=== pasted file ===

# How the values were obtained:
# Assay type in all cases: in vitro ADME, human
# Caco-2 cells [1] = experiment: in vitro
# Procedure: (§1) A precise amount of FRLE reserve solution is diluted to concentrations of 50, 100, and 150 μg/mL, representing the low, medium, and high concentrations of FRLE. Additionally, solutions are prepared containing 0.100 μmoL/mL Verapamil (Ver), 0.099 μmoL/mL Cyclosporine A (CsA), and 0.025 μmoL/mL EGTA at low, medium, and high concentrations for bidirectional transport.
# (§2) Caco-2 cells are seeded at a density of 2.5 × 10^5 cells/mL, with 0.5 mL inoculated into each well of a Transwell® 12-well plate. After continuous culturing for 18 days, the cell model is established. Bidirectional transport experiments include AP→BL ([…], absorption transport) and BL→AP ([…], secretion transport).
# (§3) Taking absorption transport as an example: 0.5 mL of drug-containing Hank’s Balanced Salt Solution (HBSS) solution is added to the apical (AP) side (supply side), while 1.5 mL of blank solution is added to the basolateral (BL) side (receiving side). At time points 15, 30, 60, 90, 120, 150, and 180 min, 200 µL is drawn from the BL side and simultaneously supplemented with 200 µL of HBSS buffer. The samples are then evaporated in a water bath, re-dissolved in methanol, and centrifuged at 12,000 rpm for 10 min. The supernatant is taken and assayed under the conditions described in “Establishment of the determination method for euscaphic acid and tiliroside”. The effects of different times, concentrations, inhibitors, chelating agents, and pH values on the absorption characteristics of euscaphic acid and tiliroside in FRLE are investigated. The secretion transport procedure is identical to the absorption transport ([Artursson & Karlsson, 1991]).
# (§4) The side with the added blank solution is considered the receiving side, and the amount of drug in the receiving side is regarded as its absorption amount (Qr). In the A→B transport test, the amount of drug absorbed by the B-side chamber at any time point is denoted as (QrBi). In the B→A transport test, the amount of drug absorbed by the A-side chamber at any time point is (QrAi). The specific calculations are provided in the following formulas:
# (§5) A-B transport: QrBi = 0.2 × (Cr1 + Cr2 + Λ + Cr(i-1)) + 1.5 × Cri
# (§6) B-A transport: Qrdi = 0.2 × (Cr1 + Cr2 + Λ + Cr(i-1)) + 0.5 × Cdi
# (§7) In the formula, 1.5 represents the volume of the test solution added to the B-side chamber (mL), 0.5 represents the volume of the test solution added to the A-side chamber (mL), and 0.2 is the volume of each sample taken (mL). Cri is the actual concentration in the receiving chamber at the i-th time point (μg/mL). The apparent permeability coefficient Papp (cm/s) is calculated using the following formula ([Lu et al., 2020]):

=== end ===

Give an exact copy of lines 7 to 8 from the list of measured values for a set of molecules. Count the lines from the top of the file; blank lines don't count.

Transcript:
# (§4) The side with the added blank solution is considered the receiving side, and the amount of drug in the receiving side is regarded as its absorption amount (Qr). In the A→B transport test, the amount of drug absorbed by the B-side chamber at any time point is denoted as (QrBi). In the B→A transport test, the amount of drug absorbed by the A-side chamber at any time point is (QrAi). The specific calculations are provided in the following formulas:
# (§5) A-B transport: QrBi = 0.2 × (Cr1 + Cr2 + Λ + Cr(i-1)) + 1.5 × Cri